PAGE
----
Coronavirus, Some Alternative Perspectives

This is regarding the Sars-CoV-2 Virus and the Covid-19 disease. Below is a list of links to some of the “alternative” voices or points of view regarding the various governments’ use of “one size fits all”, “heavy-handed” approach to minimize impact of the virus and potential disease. The general theme in these alternative viewpoints is that the current public health response (as of March 2020), is not evidence-based/data-driven and may likely end up causing a much larger public health crisis/disaster secondary to the major economic recession or economic depression we will very-likely experience.

March 13 Michael Lin (Stanford) self-published opinion slideshow/article

March 15 Paul Offit, MD (U of PA) Facebook Post (unintended economic and health consequences may be worse than Covid-19)t

March 17 Paul Offit, MD (U of PA) YouTube Interview

March 17 John Ionnidis (Stanford) opinion piece/article (we are not using good data to inform public policy)

March 20 Aaron Gee (Viral internet activity expert) Detailed Analysis of Published Data

March 21 Atul Gawande, MD article in New Yorker (promoting a more focal approach)

March 23 Paul Offit (again) on Canadian Medical Podcast

March 23 Zubin Damania, MD YouTube Opinion Vlog (advocating more focal approach) 

March 24 James Chestnut, MSc. DC Facebook Post 

March 24 Web Article re. Sweden’s More-focused/less draconian  response to this virus

March 24 Eline van den Broek-Altenburg, PhD/Adam Atherly, PhD. Opinion Piece

Posted in Uncategorized

A Special Note From Dr. Beebe About COVID-19

Mounting research suggests vitamin D deficiency may actually be the cause of influenza. People with low vitamin D levels have significantly more colds and cases of the flu.Scientific review confirms vitamin D optimization boosts immunity and cuts rates of cold and flu.

Among people with vitamin D levels below 10, risk for flu was cut by 50%.To prevent flu in one person,  40 people must receive a vaccination whereas the ration is 1 in 33 taking Vit D. If you are severely deficient , supplementation can be as much as 10 times more effective as the vaccine according to some studies.

Vit D actually causes anti viral peptides to be released in the lungs themselves. Obviously we all want to follow the sanitization procedures such as washing hands, covering mouths and staying home if ill. Knowing that soap causes a breakdown in the viral wall is something to strongly consider when washing your hands as it helps destroy the virus.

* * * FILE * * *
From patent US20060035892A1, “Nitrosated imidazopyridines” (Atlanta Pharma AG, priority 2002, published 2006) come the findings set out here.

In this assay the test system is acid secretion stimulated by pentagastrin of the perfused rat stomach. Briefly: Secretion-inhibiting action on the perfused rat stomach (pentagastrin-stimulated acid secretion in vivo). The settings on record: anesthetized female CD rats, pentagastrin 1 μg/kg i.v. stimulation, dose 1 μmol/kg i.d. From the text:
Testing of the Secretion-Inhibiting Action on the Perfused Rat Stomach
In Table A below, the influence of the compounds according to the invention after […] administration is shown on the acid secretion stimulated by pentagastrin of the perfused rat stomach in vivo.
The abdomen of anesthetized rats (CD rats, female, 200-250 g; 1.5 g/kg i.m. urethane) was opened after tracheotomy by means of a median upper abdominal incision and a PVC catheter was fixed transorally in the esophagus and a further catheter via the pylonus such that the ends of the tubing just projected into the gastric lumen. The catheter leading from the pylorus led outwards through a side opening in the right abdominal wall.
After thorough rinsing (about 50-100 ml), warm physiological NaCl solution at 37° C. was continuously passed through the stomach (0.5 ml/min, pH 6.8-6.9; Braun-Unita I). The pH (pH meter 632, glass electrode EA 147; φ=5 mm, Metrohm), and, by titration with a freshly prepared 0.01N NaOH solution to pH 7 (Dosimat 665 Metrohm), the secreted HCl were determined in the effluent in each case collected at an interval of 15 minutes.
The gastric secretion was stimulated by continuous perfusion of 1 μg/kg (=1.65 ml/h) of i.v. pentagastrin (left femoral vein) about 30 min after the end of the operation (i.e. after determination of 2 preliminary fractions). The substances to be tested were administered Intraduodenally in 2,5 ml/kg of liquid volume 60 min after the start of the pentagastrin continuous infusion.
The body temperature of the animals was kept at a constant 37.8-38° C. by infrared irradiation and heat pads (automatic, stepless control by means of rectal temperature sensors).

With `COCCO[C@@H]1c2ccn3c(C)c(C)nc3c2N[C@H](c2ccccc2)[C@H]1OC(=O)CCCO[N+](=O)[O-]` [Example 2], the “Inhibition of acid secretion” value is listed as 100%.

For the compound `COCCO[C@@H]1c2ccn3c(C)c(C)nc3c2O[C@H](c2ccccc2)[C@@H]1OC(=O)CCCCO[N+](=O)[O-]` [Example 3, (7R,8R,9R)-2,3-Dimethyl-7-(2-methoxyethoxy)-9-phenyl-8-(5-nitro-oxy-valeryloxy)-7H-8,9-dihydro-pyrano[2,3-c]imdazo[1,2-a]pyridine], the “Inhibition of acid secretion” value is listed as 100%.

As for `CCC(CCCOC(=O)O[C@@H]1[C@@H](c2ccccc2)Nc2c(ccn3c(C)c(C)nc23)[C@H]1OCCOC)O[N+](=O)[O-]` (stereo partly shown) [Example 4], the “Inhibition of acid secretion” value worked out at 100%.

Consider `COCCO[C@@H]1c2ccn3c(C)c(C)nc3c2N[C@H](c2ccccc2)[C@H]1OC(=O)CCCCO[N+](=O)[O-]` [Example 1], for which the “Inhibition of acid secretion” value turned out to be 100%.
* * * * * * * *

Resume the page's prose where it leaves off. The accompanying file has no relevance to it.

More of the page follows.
At this point unless your Vit D levels are around 60 I would advise a daily dosage of 12-15 K IU per day for the next 4-6 weeks as a preventative measure against infection. This should reduce risk when added to sanitary measures.

The lethality of CV has initially been estimated as high as 7%. At this point in time it sits at 1-2% and I think in time it will be at 1% or a little less.
You may get the latest here: United States Coronavirus: 4,243 Cases and 75 Deaths – Worldometer

United States Coronavirus: 4,597 Cases and 86 Deaths – WorldometerUnited States Coronavirus update with statistics and graphs: total and new cases, deaths per day, mortality and …

Most likely we will see a spike in cases over the next week or 2 and again don’t let the media throw you into a panic. There was none of this regarding the Swine flu in 09 for those of you who remember that pandemic.

Please keep in mind that this virus has an affinity for immunocompromised individuals and the elderly.

We are ensuring all surfaces are sanitized regularly and are providing wipes for those who wish to have them. We will have normal office hours and you can schedule online here.

Regards and stay healthy
Dr B

Posted in Uncategorized

You’ve Got a Lot of NERVE!

Did you know it’s incredibly easy to throw off your nervous system?

Chiropractors have witnessed improved digestion, positive mental health, decreased pain, and improved overall function through adjustments and restoring nervous system function.

The Vagus Nerve is extremely powerful and is making a name for itself in the health care field. The Vagus Nerve is responsible for the parasympathetic (rest & digest) functions of the human body. That means it helps digestion, keeps the heart beat regular and slow, decreases blood pressure, improves mental cognition, helps regulate stress hormones, and keeps us in a positive homeostasis. “We feel the vagus nerve is VERY important to your overall health.”

Chiropractic Adjustments

With the fast-paced world we live in, the health of the Vagus nerve is extremely important and chiropractic adjustments can help keep it functioning well! This special nerve travels from the brain, down through the cervical (neck) spine, out to different organs, glands, and tissues. Where it exits from the cervical spine is of vital importance. The C1 vertebra can influence this nerve both positively and negatively, which is why a specific chiropractic adjustment is so important. The more non-invasively we can influence the Vagus nerve, the better.